The rowing machine doesn't get a lot of love at the gym. After all, with easier-to-use pieces of equipment such as the treadmill and elliptical available, hopping on a rower can seem dicey when you don't know what you're doing. But a rowing machine can contribute to a killer leg workout while raising your heart rate for a cardio workout as well. Just make sure you know what you're doing so your foray into rowing doesn't turn you into an injured landlubber.
Before you even sit down on a rowing machine, you should have a good grasp of the proper technique. Start by sitting in the seat and rolling yourself -- by walking your feet -- up to the front of the machine. Place your feet in the holds and position yourself so your shines are perpendicular to the ground. Grab ahold of the handle bar. To complete your first row -- called the "drive phase" -- push back with your feet rather than pulling with your arms. Push until your legs straighten and then hinge at the hips as you pull the bar tight to your chest. You can then enter the recovery phase by allowing the tension from the handle cord to carry your hands out to your knees. Begin bending your knees until you come back to start position, with your shins vertical.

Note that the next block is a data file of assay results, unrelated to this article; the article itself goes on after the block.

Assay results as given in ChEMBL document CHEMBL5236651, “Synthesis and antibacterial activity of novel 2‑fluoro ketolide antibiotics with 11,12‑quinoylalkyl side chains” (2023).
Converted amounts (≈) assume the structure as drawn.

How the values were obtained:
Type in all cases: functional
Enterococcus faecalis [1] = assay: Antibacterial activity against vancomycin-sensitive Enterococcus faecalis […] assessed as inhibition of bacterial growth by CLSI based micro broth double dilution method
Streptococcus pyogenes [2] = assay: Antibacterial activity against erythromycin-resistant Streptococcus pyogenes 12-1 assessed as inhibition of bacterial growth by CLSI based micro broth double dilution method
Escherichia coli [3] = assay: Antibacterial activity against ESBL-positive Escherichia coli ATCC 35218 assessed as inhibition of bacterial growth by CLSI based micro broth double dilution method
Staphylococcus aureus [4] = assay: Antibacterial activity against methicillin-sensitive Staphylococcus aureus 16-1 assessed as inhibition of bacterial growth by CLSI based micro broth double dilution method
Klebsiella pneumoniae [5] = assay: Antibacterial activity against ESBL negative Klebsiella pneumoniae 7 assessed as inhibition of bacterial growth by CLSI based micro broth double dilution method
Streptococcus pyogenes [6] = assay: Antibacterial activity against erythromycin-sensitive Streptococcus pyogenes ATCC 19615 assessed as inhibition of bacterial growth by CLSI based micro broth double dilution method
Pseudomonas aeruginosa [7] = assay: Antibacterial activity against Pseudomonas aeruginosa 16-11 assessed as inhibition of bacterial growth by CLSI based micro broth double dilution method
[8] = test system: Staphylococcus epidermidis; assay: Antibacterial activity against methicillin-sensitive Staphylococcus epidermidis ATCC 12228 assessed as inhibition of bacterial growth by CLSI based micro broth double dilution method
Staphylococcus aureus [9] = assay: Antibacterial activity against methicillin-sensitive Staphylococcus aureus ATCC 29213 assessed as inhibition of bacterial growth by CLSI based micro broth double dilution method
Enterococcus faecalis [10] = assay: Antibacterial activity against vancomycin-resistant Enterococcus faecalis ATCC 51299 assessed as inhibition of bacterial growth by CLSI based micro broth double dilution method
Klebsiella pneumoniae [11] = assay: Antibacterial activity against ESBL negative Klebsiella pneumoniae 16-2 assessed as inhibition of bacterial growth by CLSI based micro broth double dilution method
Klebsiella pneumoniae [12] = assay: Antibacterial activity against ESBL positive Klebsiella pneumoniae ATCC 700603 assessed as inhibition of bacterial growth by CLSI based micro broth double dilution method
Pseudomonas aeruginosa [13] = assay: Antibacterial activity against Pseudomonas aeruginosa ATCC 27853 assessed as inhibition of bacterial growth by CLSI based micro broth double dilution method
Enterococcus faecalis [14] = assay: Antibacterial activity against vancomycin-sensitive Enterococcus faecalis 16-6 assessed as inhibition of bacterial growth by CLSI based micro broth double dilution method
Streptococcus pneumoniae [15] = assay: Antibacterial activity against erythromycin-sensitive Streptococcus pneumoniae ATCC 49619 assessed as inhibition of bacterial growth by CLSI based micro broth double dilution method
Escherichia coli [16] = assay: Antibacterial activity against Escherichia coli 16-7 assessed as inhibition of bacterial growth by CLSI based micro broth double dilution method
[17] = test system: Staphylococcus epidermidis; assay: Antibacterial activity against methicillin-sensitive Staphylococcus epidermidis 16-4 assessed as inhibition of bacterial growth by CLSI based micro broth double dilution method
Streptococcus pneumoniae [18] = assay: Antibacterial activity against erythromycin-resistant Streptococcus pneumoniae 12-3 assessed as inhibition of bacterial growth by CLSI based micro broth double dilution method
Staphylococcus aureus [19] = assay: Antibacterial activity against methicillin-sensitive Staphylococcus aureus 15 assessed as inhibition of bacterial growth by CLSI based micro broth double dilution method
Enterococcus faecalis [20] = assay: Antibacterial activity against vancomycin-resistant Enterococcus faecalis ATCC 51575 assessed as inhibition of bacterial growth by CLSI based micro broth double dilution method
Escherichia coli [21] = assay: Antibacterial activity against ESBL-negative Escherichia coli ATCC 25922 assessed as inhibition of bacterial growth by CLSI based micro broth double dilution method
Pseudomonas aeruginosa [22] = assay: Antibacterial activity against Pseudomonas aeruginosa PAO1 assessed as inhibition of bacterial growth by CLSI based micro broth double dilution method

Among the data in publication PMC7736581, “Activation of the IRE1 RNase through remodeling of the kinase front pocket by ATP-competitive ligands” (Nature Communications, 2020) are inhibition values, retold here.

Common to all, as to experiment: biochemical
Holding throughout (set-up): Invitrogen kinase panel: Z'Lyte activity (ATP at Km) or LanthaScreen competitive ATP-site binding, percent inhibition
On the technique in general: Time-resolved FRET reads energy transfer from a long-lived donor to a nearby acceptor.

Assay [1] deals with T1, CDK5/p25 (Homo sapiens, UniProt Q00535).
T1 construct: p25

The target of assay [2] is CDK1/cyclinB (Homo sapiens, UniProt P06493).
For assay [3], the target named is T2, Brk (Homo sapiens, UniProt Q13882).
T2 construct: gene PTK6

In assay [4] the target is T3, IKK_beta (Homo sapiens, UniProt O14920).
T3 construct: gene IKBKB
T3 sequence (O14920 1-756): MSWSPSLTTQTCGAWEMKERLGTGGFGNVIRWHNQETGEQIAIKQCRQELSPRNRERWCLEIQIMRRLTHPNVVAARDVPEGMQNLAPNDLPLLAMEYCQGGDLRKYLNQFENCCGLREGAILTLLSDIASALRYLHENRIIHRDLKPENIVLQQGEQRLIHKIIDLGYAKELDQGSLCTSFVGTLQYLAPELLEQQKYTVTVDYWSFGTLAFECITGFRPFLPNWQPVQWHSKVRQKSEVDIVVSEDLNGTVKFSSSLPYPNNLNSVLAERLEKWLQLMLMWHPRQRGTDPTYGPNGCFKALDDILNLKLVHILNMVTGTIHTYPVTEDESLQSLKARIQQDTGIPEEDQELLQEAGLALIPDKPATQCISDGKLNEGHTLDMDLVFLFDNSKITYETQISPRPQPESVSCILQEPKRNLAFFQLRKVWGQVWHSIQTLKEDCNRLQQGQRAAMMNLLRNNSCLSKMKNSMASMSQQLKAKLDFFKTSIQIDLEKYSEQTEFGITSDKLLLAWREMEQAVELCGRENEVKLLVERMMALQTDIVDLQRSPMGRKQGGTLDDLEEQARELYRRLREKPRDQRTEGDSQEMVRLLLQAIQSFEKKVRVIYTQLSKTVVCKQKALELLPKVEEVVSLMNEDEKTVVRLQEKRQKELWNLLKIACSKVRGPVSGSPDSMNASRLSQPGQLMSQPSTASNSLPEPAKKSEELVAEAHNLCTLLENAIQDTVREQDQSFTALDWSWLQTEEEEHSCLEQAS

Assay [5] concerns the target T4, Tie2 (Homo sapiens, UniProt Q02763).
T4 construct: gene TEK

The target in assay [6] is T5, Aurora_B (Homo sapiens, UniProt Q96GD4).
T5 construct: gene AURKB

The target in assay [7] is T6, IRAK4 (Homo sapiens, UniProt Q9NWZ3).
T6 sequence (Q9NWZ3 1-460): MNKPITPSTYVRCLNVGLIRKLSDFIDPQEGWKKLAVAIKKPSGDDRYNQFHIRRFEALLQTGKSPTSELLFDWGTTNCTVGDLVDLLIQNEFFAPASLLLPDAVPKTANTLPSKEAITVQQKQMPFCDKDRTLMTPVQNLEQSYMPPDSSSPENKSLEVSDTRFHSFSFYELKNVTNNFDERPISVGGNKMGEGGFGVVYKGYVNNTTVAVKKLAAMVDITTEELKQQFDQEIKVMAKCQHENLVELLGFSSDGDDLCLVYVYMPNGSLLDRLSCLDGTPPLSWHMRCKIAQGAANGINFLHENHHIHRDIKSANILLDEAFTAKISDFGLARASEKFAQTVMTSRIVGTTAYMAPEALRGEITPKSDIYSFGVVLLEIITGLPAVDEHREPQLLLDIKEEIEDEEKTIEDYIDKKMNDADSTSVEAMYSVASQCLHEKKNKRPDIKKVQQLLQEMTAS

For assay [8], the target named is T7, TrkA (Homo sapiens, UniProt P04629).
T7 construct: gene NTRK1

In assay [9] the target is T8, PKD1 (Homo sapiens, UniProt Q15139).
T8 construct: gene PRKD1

The wrong posture on a rowing machine does more than just make you look bad -- it could result in injury. Remember that a rowing machine is a leg-based machine. Yanking on the handle with your arms means you're doing the exercise wrong. Instead, your body should maintain a fluid motion, with the power coming from your legs. Your back should remain straight and never hunched or curved during the process. Instead, focus on hinging at the hips to catch and pull the handle while your legs drive the process.
You might feel like an Olympic-status athlete, but that doesn't mean you're an Olympic rower just yet. Starting with a lower resistance gives you time to adjust and perfect your form. A beginner should be starting at a resistance of around two to three. As you improve over time, you can adjust your resistance so that you're completing 20 to 25 rows per minute. Rowing on a rowing machine shouldn't be about speed, but killer technique and tons of power and strength.
If you're less than enthralled with the same back-and-forth motion of the rowing machine, don't let boredom deter you from getting a killer workout. Instead, vary your speed or resistance to change up your workout and get the most out the routine. For instance, you could try five minutes at a slower pace and higher resistance and then dial back the resistance and pick up the pace for one minute. A varied routine can help raise your heart rate and keep you engaged so you can easily complete a 10- to 20-minute rowing session.
Kay Ireland specializes in health, fitness and lifestyle topics. She is a support worker in the neonatal intensive care and antepartum units of her local hospital and recently became a certified group fitness instructor.